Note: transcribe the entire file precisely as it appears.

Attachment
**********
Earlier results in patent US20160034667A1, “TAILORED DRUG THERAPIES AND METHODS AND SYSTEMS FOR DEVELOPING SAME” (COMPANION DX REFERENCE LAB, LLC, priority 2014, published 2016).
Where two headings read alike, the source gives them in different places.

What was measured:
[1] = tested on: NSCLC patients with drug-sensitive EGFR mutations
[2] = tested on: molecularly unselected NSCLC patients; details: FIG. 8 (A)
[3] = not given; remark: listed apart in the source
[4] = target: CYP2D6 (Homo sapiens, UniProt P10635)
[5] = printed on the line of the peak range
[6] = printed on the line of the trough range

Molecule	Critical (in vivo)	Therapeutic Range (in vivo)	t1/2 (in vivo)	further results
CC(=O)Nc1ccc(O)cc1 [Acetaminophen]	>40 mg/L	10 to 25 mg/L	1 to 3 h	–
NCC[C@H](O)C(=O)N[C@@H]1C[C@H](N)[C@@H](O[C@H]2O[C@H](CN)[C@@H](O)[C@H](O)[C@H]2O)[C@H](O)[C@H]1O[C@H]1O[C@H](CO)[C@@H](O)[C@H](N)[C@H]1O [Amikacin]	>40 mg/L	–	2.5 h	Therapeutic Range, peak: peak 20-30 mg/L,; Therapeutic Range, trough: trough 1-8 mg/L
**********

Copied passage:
Earlier results in patent US20160034667A1, “TAILORED DRUG THERAPIES AND METHODS AND SYSTEMS FOR DEVELOPING SAME” (COMPANION DX REFERENCE LAB, LLC, priority 2014, published 2016).
Where two headings read alike, the source gives them in different places.

What was measured:
[1] = tested on: NSCLC patients with drug-sensitive EGFR mutations
[2] = tested on: molecularly unselected NSCLC patients; details: FIG. 8 (A)
[3] = not given; remark: listed apart in the source
[4] = target: CYP2D6 (Homo sapiens, UniProt P10635)
[5] = printed on the line of the peak range
[6] = printed on the line of the trough range

Molecule	Critical (in vivo)	Therapeutic Range (in vivo)	t1/2 (in vivo)	further results
CC(=O)Nc1ccc(O)cc1 [Acetaminophen]	>40 mg/L	10 to 25 mg/L	1 to 3 h	–
NCC[C@H](O)C(=O)N[C@@H]1C[C@H](N)[C@@H](O[C@H]2O[C@H](CN)[C@@H](O)[C@H](O)[C@H]2O)[C@H](O)[C@H]1O[C@H]1O[C@H](CO)[C@@H](O)[C@H](N)[C@H]1O [Amikacin]	>40 mg/L	–	2.5 h	Therapeutic Range, peak: peak 20-30 mg/L,; Therapeutic Range, trough: trough 1-8 mg/L